Massage Therapy As a Complementary Treatment: Occupational Therapy

There’s no denying that receiving a massage feels great. Working kinks out of achy muscles is probably one of the best feelings in the world. Massage therapy is typically regarded as a luxury spa service, often accompanied by a body wrap and categorized as a spa or beauty service. Of course, the nature of a massage session – a dimly lit room with lovely music in the background – certainly plays in to this theory. And, of course, in a society where we associate taking care of bodies with torturous diets, rigorous workouts, and anxiety inducing doctor visits, it’s hard to imagine that something that feels as good as receiving massage does could actually be beneficial.

But it totally is! The benefits of receiving regular massage reach well beyond feeling good and working out kinks. Last year, through a series of blogs I call the “Body Systems Series,” I explored the benefits massage has for each system of your body. The more research that is done on the benefits of massage therapy, the more health care professionals begin to realize that massage therapy is an amazing form of complementary medicine (never to be confused with alternative medicine). So this year, through a series of blogs, I would like you to join me in the exploration of how massage therapists can work with other medical professionals. This month: occupational therapists!



Occupational therapists typically work with disabled children, but they may also work with adults or elderly people. They assist their patients with developmental progress, recovery from injury, and development of basic life skills.


Occupational therapists are responsible for:

  • Developing a treatment plan unique to each patient
  • Helping patients learn or relearn skills needed for everyday life
  • Demonstrating exercises to relieve chronic pain
  • Educate patient and his/her family about necessary accommodations and home care
  • Assess patient’s activities and record progress.



Image by Erie County Medical Center


This is only a short list of what occupational therapists do, but keep in mind that their work is more in depth. Occupational therapists work in a variety of settings; including hospitals, nursing homes, elementary schools, private offices with other health care professionals, and home health care settings.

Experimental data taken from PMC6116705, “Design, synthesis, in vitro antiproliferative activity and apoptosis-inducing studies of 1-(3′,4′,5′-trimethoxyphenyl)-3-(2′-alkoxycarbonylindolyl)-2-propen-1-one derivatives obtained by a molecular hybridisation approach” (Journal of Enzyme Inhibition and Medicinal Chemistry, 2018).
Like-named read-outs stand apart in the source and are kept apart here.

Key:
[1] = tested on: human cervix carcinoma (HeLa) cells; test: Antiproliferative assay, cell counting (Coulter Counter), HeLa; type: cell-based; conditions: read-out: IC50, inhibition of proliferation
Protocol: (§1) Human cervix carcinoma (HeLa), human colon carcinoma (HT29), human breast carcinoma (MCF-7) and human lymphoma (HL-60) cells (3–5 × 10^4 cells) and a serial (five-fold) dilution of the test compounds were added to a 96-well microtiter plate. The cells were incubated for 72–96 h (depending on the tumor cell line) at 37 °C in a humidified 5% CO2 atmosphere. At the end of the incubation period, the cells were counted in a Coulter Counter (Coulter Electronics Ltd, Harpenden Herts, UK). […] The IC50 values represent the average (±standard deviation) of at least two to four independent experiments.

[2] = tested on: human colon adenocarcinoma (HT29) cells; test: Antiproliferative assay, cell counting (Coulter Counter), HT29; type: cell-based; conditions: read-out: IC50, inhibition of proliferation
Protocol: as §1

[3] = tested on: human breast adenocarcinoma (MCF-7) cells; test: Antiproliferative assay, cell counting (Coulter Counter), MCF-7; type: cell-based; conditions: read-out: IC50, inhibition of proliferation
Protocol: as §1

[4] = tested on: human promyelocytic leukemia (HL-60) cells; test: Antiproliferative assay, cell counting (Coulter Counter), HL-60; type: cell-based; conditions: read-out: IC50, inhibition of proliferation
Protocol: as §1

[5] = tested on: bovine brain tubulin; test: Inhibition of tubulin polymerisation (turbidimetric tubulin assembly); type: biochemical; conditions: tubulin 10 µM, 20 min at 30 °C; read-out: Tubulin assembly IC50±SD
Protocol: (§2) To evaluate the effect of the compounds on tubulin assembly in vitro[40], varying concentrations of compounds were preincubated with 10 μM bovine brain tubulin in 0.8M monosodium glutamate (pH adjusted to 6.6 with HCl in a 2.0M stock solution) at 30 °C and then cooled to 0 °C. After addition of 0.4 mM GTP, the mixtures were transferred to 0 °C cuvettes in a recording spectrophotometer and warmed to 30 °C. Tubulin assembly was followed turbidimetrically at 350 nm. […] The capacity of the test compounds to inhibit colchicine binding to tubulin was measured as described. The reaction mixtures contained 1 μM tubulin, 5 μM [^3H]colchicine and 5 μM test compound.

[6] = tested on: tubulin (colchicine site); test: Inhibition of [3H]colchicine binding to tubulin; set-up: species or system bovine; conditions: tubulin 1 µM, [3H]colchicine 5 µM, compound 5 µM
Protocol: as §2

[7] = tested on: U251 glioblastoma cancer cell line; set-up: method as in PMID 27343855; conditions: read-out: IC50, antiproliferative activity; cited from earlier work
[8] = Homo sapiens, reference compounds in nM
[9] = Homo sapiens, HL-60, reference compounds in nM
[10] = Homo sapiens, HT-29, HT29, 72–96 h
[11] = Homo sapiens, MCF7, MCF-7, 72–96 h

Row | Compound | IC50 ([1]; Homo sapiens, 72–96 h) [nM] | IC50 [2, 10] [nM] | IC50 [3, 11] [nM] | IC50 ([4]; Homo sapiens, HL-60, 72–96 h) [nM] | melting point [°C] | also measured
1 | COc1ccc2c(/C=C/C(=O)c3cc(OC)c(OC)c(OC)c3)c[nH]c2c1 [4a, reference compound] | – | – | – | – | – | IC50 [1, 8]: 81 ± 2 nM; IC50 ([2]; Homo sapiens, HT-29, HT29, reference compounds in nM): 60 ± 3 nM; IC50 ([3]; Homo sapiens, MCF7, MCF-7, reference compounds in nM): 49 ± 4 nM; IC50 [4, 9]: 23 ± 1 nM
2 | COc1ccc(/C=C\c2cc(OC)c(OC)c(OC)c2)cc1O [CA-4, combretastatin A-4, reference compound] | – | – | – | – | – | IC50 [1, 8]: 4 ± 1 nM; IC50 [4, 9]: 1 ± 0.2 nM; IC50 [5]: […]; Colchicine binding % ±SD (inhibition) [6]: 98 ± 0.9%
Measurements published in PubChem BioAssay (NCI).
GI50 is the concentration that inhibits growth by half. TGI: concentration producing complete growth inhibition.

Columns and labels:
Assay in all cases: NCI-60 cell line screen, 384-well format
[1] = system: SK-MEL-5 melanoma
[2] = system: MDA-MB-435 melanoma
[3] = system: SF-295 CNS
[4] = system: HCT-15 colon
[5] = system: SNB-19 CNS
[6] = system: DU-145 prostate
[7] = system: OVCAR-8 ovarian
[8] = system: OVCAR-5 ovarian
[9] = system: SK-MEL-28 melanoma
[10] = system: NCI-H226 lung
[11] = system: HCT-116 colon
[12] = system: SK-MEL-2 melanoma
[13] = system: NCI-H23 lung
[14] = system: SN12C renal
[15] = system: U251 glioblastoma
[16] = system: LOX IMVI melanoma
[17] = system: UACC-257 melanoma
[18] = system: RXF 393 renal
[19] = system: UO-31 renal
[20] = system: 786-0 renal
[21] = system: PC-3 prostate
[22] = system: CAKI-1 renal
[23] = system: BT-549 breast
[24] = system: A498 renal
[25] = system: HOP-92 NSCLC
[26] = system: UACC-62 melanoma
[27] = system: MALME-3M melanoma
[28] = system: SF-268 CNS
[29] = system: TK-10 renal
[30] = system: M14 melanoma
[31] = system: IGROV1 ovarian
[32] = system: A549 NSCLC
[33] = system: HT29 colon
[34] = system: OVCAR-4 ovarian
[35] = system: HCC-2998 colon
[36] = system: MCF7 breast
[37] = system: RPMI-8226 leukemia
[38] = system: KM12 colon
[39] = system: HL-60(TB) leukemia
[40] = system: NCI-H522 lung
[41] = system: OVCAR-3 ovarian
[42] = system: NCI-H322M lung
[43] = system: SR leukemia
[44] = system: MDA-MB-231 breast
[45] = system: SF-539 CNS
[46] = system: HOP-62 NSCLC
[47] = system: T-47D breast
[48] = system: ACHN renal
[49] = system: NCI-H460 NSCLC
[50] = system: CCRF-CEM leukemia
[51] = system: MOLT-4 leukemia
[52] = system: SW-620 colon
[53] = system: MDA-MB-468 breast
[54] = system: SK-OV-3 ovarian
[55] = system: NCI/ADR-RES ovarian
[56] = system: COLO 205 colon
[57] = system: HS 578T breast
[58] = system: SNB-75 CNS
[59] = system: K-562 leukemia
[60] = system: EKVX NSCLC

Massage therapy can have the following effects on occupational therapy in the following ways:

  • Increases spatial awareness, which can be beneficial for patients trying to relearn life skills, such as walking or brushing their teeth.
  • Decreases muscular pain and breaks up scar tissue that may be preventing a client’s full range of motion, once again benefiting a patient’s ability to perform tasks.
  • Helps patients relax when they get worn out from their daily therapy.
  • Increases a person’s self-esteem, which can benefit their view on their progress.
  • Massage therapists may also recommend at-home massage techniques that will further help the client’s progress.



Image by Wise Geek


It is important to remember that massage therapy should not be considered an alternative form of health care. While receiving regular massage can have a vast impact on a person’s health, massage therapists cannot diagnose, treat, or cure any illnesses. Massage is only a complementary form of health care, and studies on its benefits are undeniable.



Bureau of Labor Statistics, U.S. Department of Labor, Occupational Outlook Handbook, 2016-17 Edition, Occupational Therapists,
on the Internet at (visited January 08, 2017).


Hernandez-Reif, M., Field, T., Field, T., & Theakston, H. (1998). Multiple sclerosis patients benefit from massage therapy. Journal of Bodywork and Movement Therapies, 2, 168-174.


About Tonya Sapiel, LMT

My goal with The Wellness Seeker blog is to educate the general public on the benefits of massage therapy, why it is an important addition to their health care routine, and what they can do to help themselves in between their massage therapy sessions. I welcome feedback and questions. I also accept requests for post topics. For more information about me or my practice, please visit

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